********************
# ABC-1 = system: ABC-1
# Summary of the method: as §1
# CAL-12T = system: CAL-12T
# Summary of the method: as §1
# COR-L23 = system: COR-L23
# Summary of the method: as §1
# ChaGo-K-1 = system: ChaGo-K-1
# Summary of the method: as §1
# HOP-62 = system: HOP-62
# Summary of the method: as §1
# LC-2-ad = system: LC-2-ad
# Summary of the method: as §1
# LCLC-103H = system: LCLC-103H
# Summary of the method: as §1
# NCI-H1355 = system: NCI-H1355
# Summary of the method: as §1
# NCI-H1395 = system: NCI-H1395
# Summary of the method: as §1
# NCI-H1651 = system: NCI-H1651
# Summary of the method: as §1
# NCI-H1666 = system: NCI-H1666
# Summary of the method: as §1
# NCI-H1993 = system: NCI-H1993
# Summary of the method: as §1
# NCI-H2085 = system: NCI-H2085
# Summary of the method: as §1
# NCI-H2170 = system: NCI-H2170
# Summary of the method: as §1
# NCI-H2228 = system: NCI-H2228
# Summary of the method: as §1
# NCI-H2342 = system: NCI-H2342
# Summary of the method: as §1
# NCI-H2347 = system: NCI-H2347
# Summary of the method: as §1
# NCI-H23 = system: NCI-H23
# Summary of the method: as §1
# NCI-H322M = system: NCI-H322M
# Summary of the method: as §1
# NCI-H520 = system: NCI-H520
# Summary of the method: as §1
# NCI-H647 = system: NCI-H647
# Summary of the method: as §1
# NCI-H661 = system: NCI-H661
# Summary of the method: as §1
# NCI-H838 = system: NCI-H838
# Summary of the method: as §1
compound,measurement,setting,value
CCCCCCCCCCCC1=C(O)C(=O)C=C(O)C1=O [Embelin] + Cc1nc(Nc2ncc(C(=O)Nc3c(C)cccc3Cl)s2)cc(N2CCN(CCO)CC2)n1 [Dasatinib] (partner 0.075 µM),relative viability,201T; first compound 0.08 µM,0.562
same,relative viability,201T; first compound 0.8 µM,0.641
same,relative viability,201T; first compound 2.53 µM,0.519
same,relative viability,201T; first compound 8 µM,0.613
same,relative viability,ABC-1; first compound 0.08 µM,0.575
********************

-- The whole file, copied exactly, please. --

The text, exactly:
# ABC-1 = system: ABC-1
# Summary of the method: as §1
# CAL-12T = system: CAL-12T
# Summary of the method: as §1
# COR-L23 = system: COR-L23
# Summary of the method: as §1
# ChaGo-K-1 = system: ChaGo-K-1
# Summary of the method: as §1
# HOP-62 = system: HOP-62
# Summary of the method: as §1
# LC-2-ad = system: LC-2-ad
# Summary of the method: as §1
# LCLC-103H = system: LCLC-103H
# Summary of the method: as §1
# NCI-H1355 = system: NCI-H1355
# Summary of the method: as §1
# NCI-H1395 = system: NCI-H1395
# Summary of the method: as §1
# NCI-H1651 = system: NCI-H1651
# Summary of the method: as §1
# NCI-H1666 = system: NCI-H1666
# Summary of the method: as §1
# NCI-H1993 = system: NCI-H1993
# Summary of the method: as §1
# NCI-H2085 = system: NCI-H2085
# Summary of the method: as §1
# NCI-H2170 = system: NCI-H2170
# Summary of the method: as §1
# NCI-H2228 = system: NCI-H2228
# Summary of the method: as §1
# NCI-H2342 = system: NCI-H2342
# Summary of the method: as §1
# NCI-H2347 = system: NCI-H2347
# Summary of the method: as §1
# NCI-H23 = system: NCI-H23
# Summary of the method: as §1
# NCI-H322M = system: NCI-H322M
# Summary of the method: as §1
# NCI-H520 = system: NCI-H520
# Summary of the method: as §1
# NCI-H647 = system: NCI-H647
# Summary of the method: as §1
# NCI-H661 = system: NCI-H661
# Summary of the method: as §1
# NCI-H838 = system: NCI-H838
# Summary of the method: as §1
compound,measurement,setting,value
CCCCCCCCCCCC1=C(O)C(=O)C=C(O)C1=O [Embelin] + Cc1nc(Nc2ncc(C(=O)Nc3c(C)cccc3Cl)s2)cc(N2CCN(CCO)CC2)n1 [Dasatinib] (partner 0.075 µM),relative viability,201T; first compound 0.08 µM,0.562
same,relative viability,201T; first compound 0.8 µM,0.641
same,relative viability,201T; first compound 2.53 µM,0.519
same,relative viability,201T; first compound 8 µM,0.613
same,relative viability,ABC-1; first compound 0.08 µM,0.575